by Philip Boxer BSc MBA PhD
We start from the notion of the total transference situation:
Different levels of interpretation can be distinguished: level 1 – ‘this is your father you are afraid of, and you feel that the man in the grey suit is your father’ (in the patient’s dream); level 2 – as the analyst in the session, the analyst is introducing the patient to aspects of herself and her internal object relationships that she doesn’t consciously experience or know about; level 3 – the way in which patients feel the analyst is enacting, and indeed the way in which patients pull the analyst into enacting the scenarios of their inner world; and level 4 – the level 3 enactment may be necessary in order for the analyst to be aware of what is going on in the larger context, and the analyst may need to be alert to the part this larger context plays in this in relation to his or her own anxieties and defence mechanisms. The total transference situation, then, involves taking all of these levels into consideration. (description of levels taken from p87, “Mapping the Landscape: levels of transference interpretation”, by Priscilla Roth, in “In Pursuit of Psychic Change: the Betty Joseph Workshop”, Brunner-Routledge 2004.)
We can ask what is the ‘organising principle’ behind the system of object relations manifesting itself. In considering this ‘organising principle’, we are paying particular attention to the effects of Level 4. If we accept (as is argued in “Working Below the Surface: the emotional life of contemporary organisations”, Karnac Books 2004) that, whatever personal valencies we might have for particular organisations of object relations, we are dealing with an organisation of objects, then what do we have?
If we take the Kleinian route, then we have innate phantasies.
“When these innate preconceptions meet with experiences with objects, primitive phantasies are formed concerning breast and penis, intercourse and reproduction. For Kleinians phantasy forming and phantasy life are thought to start from birth and to continue throughout life. All the contents and structures of the unconscious mind are thought to be organised in the form of phantasies…”.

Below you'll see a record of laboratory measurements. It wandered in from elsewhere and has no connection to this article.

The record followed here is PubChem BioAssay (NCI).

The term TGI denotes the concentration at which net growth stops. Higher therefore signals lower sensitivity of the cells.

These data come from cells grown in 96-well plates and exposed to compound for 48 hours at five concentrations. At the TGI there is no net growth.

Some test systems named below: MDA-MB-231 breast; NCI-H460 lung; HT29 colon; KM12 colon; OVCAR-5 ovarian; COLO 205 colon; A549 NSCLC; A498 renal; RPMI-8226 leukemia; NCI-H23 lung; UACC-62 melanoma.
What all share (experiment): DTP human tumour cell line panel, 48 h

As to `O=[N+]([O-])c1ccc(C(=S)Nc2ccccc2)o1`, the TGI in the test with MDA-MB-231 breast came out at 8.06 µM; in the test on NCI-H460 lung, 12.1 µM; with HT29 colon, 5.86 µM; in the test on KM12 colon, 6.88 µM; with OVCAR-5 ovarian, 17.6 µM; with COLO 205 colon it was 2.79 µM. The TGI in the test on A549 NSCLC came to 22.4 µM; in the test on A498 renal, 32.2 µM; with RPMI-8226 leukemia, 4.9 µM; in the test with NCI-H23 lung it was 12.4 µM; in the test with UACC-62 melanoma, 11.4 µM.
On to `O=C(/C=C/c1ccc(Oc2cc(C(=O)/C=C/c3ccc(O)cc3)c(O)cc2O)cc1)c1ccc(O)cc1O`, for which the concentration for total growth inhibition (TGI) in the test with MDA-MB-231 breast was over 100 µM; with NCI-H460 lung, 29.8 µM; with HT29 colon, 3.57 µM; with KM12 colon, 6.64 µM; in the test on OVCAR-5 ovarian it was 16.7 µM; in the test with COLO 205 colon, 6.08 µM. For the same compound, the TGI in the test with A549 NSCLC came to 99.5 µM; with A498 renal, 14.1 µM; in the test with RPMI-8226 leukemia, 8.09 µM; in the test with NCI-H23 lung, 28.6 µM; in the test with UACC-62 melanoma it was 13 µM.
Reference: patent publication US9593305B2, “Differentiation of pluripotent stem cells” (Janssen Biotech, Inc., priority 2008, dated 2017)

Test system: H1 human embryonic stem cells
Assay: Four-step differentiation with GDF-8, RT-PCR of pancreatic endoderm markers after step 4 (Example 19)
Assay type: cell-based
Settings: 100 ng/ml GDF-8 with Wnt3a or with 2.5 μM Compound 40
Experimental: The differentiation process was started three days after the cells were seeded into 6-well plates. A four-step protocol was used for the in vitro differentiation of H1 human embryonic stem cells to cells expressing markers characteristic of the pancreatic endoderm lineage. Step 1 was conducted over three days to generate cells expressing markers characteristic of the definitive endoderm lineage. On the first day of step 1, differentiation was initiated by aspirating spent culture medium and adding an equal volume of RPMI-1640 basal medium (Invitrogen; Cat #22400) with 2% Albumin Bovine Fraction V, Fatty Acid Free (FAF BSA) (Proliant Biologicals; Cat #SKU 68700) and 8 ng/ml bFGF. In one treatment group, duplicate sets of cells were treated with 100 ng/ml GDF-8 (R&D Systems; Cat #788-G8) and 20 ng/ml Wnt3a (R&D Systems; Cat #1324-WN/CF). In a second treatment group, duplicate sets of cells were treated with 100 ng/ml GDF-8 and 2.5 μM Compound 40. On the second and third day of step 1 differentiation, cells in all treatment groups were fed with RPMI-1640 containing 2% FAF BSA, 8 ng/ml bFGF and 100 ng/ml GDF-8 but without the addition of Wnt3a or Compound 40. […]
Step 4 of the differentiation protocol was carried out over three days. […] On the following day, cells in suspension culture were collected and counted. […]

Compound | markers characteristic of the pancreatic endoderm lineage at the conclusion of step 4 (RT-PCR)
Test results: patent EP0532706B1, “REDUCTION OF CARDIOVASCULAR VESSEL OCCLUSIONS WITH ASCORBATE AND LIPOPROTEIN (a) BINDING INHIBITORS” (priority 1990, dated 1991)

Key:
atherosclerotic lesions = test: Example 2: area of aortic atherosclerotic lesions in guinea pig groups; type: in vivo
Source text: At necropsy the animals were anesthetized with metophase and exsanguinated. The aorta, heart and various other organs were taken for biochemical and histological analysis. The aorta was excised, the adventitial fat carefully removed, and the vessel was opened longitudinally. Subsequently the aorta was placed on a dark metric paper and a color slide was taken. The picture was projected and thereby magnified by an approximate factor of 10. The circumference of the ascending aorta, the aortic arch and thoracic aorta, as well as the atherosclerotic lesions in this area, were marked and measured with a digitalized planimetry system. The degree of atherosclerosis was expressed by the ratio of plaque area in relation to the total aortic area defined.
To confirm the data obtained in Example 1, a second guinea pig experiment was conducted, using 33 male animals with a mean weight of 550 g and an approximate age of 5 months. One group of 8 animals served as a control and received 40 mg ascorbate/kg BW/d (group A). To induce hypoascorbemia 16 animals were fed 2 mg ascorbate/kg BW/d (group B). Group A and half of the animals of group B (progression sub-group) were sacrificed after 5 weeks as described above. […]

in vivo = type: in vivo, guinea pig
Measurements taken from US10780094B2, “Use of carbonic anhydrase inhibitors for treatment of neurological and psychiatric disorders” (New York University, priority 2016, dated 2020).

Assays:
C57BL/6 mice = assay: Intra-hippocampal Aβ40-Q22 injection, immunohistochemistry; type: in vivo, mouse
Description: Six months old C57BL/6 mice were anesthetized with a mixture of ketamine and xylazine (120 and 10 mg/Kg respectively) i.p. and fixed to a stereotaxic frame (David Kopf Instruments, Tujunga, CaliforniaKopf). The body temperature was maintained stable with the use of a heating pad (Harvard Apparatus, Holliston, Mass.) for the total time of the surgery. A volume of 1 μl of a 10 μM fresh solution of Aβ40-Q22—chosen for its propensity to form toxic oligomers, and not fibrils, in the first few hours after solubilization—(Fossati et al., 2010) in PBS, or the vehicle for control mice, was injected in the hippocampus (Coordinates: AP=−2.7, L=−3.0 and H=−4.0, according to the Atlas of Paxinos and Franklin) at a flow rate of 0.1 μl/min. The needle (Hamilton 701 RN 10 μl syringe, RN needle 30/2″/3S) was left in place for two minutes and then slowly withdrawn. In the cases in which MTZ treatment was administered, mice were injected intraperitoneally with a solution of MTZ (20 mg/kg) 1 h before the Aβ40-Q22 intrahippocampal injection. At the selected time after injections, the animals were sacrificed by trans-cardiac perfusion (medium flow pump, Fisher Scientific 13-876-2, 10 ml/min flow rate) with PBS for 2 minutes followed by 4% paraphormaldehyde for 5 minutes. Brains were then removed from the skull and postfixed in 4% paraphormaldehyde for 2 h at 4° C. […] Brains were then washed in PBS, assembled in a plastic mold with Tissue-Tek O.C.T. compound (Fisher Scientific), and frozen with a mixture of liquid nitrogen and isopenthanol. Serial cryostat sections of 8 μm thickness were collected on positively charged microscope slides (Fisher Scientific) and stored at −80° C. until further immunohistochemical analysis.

So the Kleinian route appears to be arguing that it is as if there is a phantasy formation organising the particular organisation of object relations characteristic of the organisation. This makes sense, and we can use the notion of a ‘sponsoring system’ as a way of referring to the effects of such a phantasy formation, something which can be seen as operating in the same way as an ideology as reflecting a particular form of libidinal investment. This is the argument made in “Facing Facts: what is the good of change”.
Now we can understand power-at-the-centre in terms of the way phantasy formation is able to contain meaning, giving us the familiar formulation of the organisation that emerged post WWII. With this formulation comes all the apparatus of Bion’s work group and its underlying basic assumptions. In effect, therefore, I am arguing that the ‘Tavistock Paradigm’ is very effective in addressing the characteristics of ‘power-at-the-centre’. How, then, are we to understand power at the edge – the response to asymmetric demand – formulated as the demand for distributed leadership. By implication, the post WWII formulation needs further elaboration to be able to address the problematics of power-at-the-edge.
“Working below the surface” leads us to the idea of protainment: “containment that can communicate the pleasures of self-discovery and discovery of the world and encouragement for exploration and curiosity”. It is interesting that Lacan is invoked at this point in the book in relation to jouissance. Jouissance is organised in relation to the Lacanian objet petit a. And the objet petit a is not the Kleinian object.
In my paper that critiqued the earlier Unconscious at Work, in the dilemmas of ignorance, I pointed out the difficulties that arose in the Kleinian oeuvre from privileging phantasy over drive. In a Lacanian reading of Freud, phantasy is a response to drive, organising the subject’s relation to the lack, which is then itself ‘covered’ by the objet petit a. In these terms, protainment is the idea that the phantasy formation qua organisation of object relations is not a thing-in-itself, but is itself a response to drive as made present in the form of a relation to objet petit a – object, cause of desire. This formulation requires that we cease to privilege phantasy as ‘innate’, approaching it instead as an organisation of object relations formed in relation to drive functioning. The benefit of understanding the organisation of object relations as formed in relation to drive is that we can now begin to think about a challenge to phantasy formation as being the corollary of the challenge of power-at-the-edge.
 The unconscious valency of this phantasy to a particular organisation of objects is what gives rise to ‘unintentional’ errors.
 p66 in ‘What women leaders can tell us’ by Clare Huffington – in Working below the Surface by Clare Huffington, David Armstrong, William Halton, Linda Hoyle and Jane Pooley
 As in , this ‘organisation of object relations’ determines the nature of the valency between subjection to the unconscious and subjection to the social/reality… in Kleinian terms, we might refer to it as ‘whole object organisation’.